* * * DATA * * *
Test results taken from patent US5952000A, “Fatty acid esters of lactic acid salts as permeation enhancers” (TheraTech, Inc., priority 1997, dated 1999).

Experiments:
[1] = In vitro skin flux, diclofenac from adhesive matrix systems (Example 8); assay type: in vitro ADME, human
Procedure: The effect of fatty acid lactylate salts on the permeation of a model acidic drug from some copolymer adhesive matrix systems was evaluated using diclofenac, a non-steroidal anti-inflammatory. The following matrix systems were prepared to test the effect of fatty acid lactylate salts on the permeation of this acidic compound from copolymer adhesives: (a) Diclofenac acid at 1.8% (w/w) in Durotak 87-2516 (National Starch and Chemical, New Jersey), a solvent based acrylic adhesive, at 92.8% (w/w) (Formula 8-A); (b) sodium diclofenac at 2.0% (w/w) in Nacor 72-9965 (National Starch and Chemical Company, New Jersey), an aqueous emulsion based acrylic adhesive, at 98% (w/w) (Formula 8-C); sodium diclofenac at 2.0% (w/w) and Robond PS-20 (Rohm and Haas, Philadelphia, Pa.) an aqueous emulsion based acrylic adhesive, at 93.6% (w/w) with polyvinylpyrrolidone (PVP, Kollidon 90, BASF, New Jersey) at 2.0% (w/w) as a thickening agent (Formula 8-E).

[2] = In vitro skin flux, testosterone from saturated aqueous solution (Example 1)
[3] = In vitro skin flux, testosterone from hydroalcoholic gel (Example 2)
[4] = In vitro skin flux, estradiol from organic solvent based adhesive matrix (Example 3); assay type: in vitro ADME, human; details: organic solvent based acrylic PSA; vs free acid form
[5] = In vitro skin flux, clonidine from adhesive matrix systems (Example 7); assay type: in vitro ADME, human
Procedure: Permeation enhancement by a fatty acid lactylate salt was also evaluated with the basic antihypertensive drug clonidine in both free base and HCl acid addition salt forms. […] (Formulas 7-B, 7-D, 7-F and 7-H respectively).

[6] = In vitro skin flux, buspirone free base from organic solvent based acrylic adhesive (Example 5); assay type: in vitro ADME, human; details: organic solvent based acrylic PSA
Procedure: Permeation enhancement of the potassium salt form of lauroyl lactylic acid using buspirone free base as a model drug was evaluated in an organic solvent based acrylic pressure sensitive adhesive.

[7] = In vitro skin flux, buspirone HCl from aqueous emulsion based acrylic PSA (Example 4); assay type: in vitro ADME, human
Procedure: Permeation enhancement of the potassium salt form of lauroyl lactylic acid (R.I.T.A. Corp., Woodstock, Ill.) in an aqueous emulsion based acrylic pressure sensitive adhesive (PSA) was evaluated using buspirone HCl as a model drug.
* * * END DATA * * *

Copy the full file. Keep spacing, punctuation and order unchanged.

Test results taken from patent US5952000A, “Fatty acid esters of lactic acid salts as permeation enhancers” (TheraTech, Inc., priority 1997, dated 1999).

Experiments:
[1] = In vitro skin flux, diclofenac from adhesive matrix systems (Example 8); assay type: in vitro ADME, human
Procedure: The effect of fatty acid lactylate salts on the permeation of a model acidic drug from some copolymer adhesive matrix systems was evaluated using diclofenac, a non-steroidal anti-inflammatory. The following matrix systems were prepared to test the effect of fatty acid lactylate salts on the permeation of this acidic compound from copolymer adhesives: (a) Diclofenac acid at 1.8% (w/w) in Durotak 87-2516 (National Starch and Chemical, New Jersey), a solvent based acrylic adhesive, at 92.8% (w/w) (Formula 8-A); (b) sodium diclofenac at 2.0% (w/w) in Nacor 72-9965 (National Starch and Chemical Company, New Jersey), an aqueous emulsion based acrylic adhesive, at 98% (w/w) (Formula 8-C); sodium diclofenac at 2.0% (w/w) and Robond PS-20 (Rohm and Haas, Philadelphia, Pa.) an aqueous emulsion based acrylic adhesive, at 93.6% (w/w) with polyvinylpyrrolidone (PVP, Kollidon 90, BASF, New Jersey) at 2.0% (w/w) as a thickening agent (Formula 8-E).

[2] = In vitro skin flux, testosterone from saturated aqueous solution (Example 1)
[3] = In vitro skin flux, testosterone from hydroalcoholic gel (Example 2)
[4] = In vitro skin flux, estradiol from organic solvent based adhesive matrix (Example 3); assay type: in vitro ADME, human; details: organic solvent based acrylic PSA; vs free acid form
[5] = In vitro skin flux, clonidine from adhesive matrix systems (Example 7); assay type: in vitro ADME, human
Procedure: Permeation enhancement by a fatty acid lactylate salt was also evaluated with the basic antihypertensive drug clonidine in both free base and HCl acid addition salt forms. […] (Formulas 7-B, 7-D, 7-F and 7-H respectively).

[6] = In vitro skin flux, buspirone free base from organic solvent based acrylic adhesive (Example 5); assay type: in vitro ADME, human; details: organic solvent based acrylic PSA
Procedure: Permeation enhancement of the potassium salt form of lauroyl lactylic acid using buspirone free base as a model drug was evaluated in an organic solvent based acrylic pressure sensitive adhesive.

[7] = In vitro skin flux, buspirone HCl from aqueous emulsion based acrylic PSA (Example 4); assay type: in vitro ADME, human
Procedure: Permeation enhancement of the potassium salt form of lauroyl lactylic acid (R.I.T.A. Corp., Woodstock, Ill.) in an aqueous emulsion based acrylic pressure sensitive adhesive (PSA) was evaluated using buspirone HCl as a model drug.